- An emotional coping mechanism: BED often serves as a coping mechanism for managing emotions like stress, anxiety, or sadness. Individuals may use food to comfort or numb themselves.
- Lack of control: The feeling of a lack of control during binge episodes can contribute to distress and guilt. Individuals may grapple with shame and negative emotions following episodes of overeating.
- Body image and self-esteem: BED is often associated with body image concerns and low self-esteem. Negative perceptions of one's body can contribute to a cycle of emotional distress and binge eating.
ARFID is also often impacted by mental and emotional components, such as:
- Anxiety and fear: ARFID is characterized by anxiety or fear associated with eating certain foods or textures. This anxiety can be rooted in sensory sensitivities, past negative experiences, or fear of adverse consequences.
- An emotional response to food: Individuals with ARFID may have rigid food preferences or aversions, often related to the sensory experience of eating. These preferences are driven by emotional responses to specific foods.
- Psychological impact: ARFID can lead to social isolation, which further impacts mental health. The avoidance of certain foods or eating in social settings can contribute to feelings of anxiety, embarrassment, or shame.
The Role of Compassion When Seeking Help for an Eating Disorder
Because there are many health impacts of eating disorders, it’s important to get help early to prevent lasting problems.
“It starts with us — we’re holding the standards for health, and we want to make sure we’re taking care of ourselves and each other,” says Tieshia. “Whether you think you might have an eating disorder, or you’re worried about a colleague or loved one, it’s important to lead with compassion.”
Take action with the following steps:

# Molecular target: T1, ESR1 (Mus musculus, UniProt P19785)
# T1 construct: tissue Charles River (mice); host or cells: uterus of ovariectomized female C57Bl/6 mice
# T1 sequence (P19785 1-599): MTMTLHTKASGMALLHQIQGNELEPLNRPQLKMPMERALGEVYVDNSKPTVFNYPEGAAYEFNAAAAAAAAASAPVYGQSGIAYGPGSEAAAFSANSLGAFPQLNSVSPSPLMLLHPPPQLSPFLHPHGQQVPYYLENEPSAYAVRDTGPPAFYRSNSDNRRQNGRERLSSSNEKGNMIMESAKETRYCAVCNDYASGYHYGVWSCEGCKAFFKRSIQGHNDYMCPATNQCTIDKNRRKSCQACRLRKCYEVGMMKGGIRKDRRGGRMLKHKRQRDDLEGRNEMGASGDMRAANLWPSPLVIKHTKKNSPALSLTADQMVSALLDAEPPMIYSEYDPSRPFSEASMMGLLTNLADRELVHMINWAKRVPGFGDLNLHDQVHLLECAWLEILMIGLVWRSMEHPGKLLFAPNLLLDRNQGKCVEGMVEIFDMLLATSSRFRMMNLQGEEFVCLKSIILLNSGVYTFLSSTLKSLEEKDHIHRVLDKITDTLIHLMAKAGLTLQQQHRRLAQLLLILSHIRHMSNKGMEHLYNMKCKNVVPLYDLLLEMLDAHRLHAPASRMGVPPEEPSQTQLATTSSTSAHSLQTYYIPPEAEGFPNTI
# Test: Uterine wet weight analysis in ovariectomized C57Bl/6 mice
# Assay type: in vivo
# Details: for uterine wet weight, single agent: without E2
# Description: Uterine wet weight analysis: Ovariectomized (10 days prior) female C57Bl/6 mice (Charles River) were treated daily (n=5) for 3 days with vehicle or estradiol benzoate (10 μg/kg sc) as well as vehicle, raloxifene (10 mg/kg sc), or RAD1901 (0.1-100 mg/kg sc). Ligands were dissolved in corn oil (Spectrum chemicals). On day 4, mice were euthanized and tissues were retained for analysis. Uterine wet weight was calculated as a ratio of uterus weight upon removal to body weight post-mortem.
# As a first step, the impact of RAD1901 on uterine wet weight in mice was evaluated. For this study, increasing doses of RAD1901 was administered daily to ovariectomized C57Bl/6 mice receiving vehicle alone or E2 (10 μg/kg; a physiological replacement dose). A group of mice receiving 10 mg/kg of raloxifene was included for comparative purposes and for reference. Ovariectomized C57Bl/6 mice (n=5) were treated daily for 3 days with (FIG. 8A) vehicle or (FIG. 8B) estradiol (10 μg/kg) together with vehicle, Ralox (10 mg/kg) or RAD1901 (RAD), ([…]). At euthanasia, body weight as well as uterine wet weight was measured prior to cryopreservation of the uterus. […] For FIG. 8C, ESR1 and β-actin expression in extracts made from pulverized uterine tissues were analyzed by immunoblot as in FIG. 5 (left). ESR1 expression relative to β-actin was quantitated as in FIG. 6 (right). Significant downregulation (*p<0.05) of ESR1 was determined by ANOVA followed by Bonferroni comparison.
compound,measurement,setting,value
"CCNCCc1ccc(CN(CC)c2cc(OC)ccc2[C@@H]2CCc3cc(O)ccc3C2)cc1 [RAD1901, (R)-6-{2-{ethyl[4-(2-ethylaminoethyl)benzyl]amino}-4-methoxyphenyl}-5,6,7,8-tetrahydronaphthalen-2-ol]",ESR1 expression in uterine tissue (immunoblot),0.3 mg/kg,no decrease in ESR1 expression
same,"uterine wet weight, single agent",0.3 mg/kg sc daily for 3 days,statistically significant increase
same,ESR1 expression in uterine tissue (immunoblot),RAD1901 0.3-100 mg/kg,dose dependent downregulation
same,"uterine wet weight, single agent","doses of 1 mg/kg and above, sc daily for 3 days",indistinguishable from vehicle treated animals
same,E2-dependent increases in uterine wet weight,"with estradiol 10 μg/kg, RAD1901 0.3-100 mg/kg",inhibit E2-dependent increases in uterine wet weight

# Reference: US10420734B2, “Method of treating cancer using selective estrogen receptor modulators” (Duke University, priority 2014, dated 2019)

- Recognize the signs: Self-awareness is key. Take note of any changes in eating habits, extreme dieting, or emotional distress related to food.
- Consult a health care professional: Reach out to a health care provider or counselor who is experienced in treating eating disorders. They can provide guidance, treatment, and support tailored to your situation.
- Access resources: Lean on reputable resources like the National Eating Disorders Association (NEDA) or talk to a health care provider for more information.
- Talk to someone: Share your concerns with a trusted colleague, friend, or family member. There is no shame in expressing what you're going through.
- Consider support groups: Connect with others who share similar experiences. Support groups can provide understanding and encouragement.
- Involve a supervisor: If you're concerned about a colleague, approach a supervisor or HR department with empathy and express your concerns. This will help ensure they get the support they need.
“If you’re concerned about a colleague, first consider social determinants of health, like whether they have access to healthy, whole foods,” says Tieshia. “For example, if they don’t have regular access to food, and the one time they do, they binge, that’s a factor to consider. Remember to have compassion and understanding.”
Whether for yourself or a loved one, seeking help is a sign of strength. Recovery is possible with the right support network and treatment. During National Eating Disorder Awareness Week (Feb 26 – March 1) and beyond, prioritize your well-being and encourage colleagues to do the same.
Explore more information and resources on healthy eating and nutrition:
- One Bite At A Time: Better Nutrition For Nurses
- How Registered Dietitians And Nurses Are Collaborating To Fight Malnutrition
- Food & Nutrition Services And Nursing: Why Collaboration Is Key
- 5 Food Pairings To Give Your Meals A Nutrition Boost